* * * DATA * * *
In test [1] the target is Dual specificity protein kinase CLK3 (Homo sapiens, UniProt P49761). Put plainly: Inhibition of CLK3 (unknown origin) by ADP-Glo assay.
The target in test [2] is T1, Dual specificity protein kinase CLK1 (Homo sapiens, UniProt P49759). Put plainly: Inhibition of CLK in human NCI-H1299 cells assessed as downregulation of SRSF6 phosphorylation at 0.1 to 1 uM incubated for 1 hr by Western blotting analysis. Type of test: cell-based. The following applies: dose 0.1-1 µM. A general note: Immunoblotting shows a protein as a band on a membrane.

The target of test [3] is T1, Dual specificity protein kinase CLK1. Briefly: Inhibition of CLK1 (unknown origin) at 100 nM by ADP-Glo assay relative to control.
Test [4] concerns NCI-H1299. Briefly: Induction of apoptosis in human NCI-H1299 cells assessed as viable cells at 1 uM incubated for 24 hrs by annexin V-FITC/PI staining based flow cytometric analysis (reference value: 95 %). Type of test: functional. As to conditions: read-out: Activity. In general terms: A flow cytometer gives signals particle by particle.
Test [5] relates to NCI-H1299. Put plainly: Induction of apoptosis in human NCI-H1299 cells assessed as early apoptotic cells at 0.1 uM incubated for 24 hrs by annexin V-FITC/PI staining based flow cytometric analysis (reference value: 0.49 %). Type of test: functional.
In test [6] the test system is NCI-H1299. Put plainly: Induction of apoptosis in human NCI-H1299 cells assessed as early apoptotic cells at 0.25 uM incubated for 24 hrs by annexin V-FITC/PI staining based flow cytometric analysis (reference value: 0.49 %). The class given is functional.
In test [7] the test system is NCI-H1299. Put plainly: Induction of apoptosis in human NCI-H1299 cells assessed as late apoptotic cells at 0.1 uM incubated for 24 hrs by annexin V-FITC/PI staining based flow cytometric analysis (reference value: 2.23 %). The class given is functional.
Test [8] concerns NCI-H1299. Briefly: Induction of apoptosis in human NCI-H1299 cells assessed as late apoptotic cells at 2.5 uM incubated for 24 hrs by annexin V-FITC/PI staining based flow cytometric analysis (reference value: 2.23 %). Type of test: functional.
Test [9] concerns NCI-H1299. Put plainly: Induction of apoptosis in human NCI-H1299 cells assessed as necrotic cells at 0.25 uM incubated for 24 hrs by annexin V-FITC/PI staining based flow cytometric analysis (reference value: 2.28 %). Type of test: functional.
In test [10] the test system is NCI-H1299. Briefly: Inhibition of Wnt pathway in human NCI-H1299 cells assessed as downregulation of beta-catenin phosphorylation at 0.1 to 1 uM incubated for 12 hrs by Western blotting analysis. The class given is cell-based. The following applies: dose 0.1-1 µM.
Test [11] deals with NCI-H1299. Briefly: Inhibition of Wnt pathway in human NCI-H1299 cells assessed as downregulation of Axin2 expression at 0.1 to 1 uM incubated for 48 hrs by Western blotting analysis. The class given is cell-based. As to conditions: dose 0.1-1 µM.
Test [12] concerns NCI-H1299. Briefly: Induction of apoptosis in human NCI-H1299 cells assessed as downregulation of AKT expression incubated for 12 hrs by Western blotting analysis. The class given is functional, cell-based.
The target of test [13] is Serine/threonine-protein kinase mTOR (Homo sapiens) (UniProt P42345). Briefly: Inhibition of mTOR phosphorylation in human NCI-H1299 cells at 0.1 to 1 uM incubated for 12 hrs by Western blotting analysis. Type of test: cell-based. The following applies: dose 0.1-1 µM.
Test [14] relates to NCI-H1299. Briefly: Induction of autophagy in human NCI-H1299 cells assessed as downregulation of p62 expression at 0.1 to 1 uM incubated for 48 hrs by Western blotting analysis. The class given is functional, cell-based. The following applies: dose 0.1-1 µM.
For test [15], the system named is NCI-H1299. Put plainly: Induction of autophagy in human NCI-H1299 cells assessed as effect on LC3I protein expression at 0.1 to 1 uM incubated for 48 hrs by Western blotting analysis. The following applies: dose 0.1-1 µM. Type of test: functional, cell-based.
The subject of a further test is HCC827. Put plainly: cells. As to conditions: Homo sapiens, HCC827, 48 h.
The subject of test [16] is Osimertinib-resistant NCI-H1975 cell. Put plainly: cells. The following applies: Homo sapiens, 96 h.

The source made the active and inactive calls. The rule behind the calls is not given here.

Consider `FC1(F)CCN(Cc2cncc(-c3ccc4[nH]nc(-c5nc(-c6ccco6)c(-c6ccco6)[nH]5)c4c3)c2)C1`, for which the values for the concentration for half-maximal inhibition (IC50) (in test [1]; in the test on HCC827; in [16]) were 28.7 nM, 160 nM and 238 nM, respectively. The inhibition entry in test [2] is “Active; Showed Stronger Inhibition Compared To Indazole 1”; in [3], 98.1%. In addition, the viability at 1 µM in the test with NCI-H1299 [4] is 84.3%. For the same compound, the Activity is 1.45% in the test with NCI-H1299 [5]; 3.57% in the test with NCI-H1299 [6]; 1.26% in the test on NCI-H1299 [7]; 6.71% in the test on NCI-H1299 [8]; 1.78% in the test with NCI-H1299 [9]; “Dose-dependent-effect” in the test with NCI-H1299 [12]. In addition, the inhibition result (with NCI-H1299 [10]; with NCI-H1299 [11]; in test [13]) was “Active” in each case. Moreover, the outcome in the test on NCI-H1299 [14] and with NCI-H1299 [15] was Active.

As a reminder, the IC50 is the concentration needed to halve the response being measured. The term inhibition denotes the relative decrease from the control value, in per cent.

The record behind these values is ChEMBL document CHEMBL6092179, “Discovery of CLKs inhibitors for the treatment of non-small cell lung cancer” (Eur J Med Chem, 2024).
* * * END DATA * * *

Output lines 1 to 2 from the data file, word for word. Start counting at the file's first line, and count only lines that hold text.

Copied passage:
In test [1] the target is Dual specificity protein kinase CLK3 (Homo sapiens, UniProt P49761). Put plainly: Inhibition of CLK3 (unknown origin) by ADP-Glo assay.
The target in test [2] is T1, Dual specificity protein kinase CLK1 (Homo sapiens, UniProt P49759). Put plainly: Inhibition of CLK in human NCI-H1299 cells assessed as downregulation of SRSF6 phosphorylation at 0.1 to 1 uM incubated for 1 hr by Western blotting analysis. Type of test: cell-based. The following applies: dose 0.1-1 µM. A general note: Immunoblotting shows a protein as a band on a membrane.